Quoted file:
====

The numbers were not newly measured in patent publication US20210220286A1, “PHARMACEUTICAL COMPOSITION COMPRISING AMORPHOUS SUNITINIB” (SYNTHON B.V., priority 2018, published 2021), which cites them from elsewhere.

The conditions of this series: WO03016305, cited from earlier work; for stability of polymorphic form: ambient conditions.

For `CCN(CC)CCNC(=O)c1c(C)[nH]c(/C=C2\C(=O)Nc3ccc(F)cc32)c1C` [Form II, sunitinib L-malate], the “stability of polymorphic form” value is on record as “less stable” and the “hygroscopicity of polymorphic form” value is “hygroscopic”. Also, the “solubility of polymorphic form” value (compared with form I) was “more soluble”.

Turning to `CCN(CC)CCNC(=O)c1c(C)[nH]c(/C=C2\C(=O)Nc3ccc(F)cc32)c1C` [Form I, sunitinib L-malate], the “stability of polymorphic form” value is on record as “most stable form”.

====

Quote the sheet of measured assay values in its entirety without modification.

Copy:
The numbers were not newly measured in patent publication US20210220286A1, “PHARMACEUTICAL COMPOSITION COMPRISING AMORPHOUS SUNITINIB” (SYNTHON B.V., priority 2018, published 2021), which cites them from elsewhere.

The conditions of this series: WO03016305, cited from earlier work; for stability of polymorphic form: ambient conditions.

For `CCN(CC)CCNC(=O)c1c(C)[nH]c(/C=C2\C(=O)Nc3ccc(F)cc32)c1C` [Form II, sunitinib L-malate], the “stability of polymorphic form” value is on record as “less stable” and the “hygroscopicity of polymorphic form” value is “hygroscopic”. Also, the “solubility of polymorphic form” value (compared with form I) was “more soluble”.

Turning to `CCN(CC)CCNC(=O)c1c(C)[nH]c(/C=C2\C(=O)Nc3ccc(F)cc32)c1C` [Form I, sunitinib L-malate], the “stability of polymorphic form” value is on record as “most stable form”.